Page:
Solons and stakeholders agree–the Philippine automotive industry has failed to prosper due to the country’s failure to expand the local sector for car parts.
They arrived at this conclusion Tuesday during a virtual hearing of the House Committee on Trade and Industry, wherein House Bill (HB) No.1833 or the proposed Act strengthening the competitiveness of the Philippine motor vehicle manufacturing industry was tackled.
Apparently, Thailand–which has a “strong supplier base” according to Chamber of Automotive Manufacturers of the Philippines Inc. (CAMPI) President Rommel Gutierrez–can produce cars that are $1500 to $2,000 cheaper compared to the ones produced in the Philippines.
Valenzuela 2nd district Rep. Weslie Gatchalian, panel chairman, asked Gutierrez why this was the case. The latter, who joined the hearing as a resource person, said vehicles in Thailand are composed of 80 to 90 percent locally made parts.
On the other hand, the parts that comprise Philippine-made vehicles are only 40 percent locally made. Importing parts naturally adds to the cost of the final product.
“So talagang talo tayo (because of the) economies of scale (So we really get beat because of the economies of scale…the more you produce, the lesser cost you get. Those who stopped production in the Philippines, actually most of them went to Thailand. The cost is lower,” Gutierrez said, to which Gatchalian agreed.
Asked what the Thai government had been doing that the Philippines can emulate, the CAMPI head honcho said, “We think government incentives are very crucial in attracting foreign investors and Thailand is more active in that in terms of giving support to investors, to local manufacturers. We think it’s an advantage on (their) part.”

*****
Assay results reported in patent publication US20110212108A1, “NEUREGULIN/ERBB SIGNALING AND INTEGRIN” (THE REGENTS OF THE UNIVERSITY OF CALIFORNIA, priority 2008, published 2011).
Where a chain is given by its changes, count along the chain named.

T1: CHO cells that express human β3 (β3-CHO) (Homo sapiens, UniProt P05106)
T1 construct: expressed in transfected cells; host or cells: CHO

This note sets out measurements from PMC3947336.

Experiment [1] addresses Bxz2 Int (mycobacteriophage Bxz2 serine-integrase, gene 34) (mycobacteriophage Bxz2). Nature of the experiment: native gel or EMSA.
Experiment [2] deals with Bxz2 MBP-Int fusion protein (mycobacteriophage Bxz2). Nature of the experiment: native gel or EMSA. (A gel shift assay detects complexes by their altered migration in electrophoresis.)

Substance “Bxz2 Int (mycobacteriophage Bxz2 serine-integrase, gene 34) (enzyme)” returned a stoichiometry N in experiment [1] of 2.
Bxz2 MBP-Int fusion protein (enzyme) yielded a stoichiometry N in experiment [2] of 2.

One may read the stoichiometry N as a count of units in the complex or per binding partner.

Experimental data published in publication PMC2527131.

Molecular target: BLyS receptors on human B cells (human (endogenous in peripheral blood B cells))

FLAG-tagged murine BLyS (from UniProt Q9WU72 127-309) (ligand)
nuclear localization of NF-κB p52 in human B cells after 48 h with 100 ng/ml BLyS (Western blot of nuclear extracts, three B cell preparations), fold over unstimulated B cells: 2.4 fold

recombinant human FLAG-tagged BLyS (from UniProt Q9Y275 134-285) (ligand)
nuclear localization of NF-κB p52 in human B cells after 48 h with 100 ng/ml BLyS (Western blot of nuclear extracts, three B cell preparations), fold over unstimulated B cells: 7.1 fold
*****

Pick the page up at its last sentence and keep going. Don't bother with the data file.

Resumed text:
In his presentation to the House panel, Gutierrez noted that the local car market is estimated to decline by 43 percent in 2020. He said auto sales were badly hit by the COVID-19 pandemic, and that actual sales are way below the 2019 average monthly sale performance of 34,000 units.
The bill’s author, Cagayan de Oro 2nd district Rep. Rufus Rodriguez, said the pandemic’s effects make his measure more urgent. “We need to have more production and (generate) more employment…to be able to give stimulus to our car manufacturing program,” he said.
Rodriguez in his explanatory note said that the Philippines first implemented its motor vehicle development program in 1973. “Among others, the program was aimed at developing a local vehicle manufacturing industry that would effectively encourage the development of vehicle parts manufacturing and auto-supporting industries. The government envisioned the industry as a major source of manufacturing value-added, and therefore has potentially high economic contributions,” he said.
“However, the Philippines was not able to develop the competitive capacities of its motor vehicle manufacturing industry. The small domestic market base did not support economic scale in manufacturing operations. Moreover, policy inconsistencies and the weak regulatory framework have eroded the market base for new vehicles and consequently, the parts manufacturing industry,” the Mindanaoan said.
Article III of HB No.1833 provides for incentives for both manufacturers of motor vehicles and manufacturers of motor vehicle parts and accessories. These include a five-year income tax holiday, a net operating loss carry-over clause, option for accelerated depreciation of fixed assets, deduction on training expenses, double deduction on research and development, tax and duty-free importation of capital equipment; and tax and duty-free importation of training equipment.
Commenting on the measure, panel vice chairperson and Nueva Ecija 3rd district Rep. Ria Vergara said: “For this legislation to succeed we really need the cooperation of the major car manufacturers to buy into it. There should technology and skills transfer…if we have a law that forces them to development these local parts supplier with the help of government, we can reach economies of scale and become an exporter of parts and not an importer.”
In the end, a technical working group was formed on the motion of Vergara to further develop the bill. Rodriguez in particular sought more input from Gutierrez, who represented the manufacturers’ side.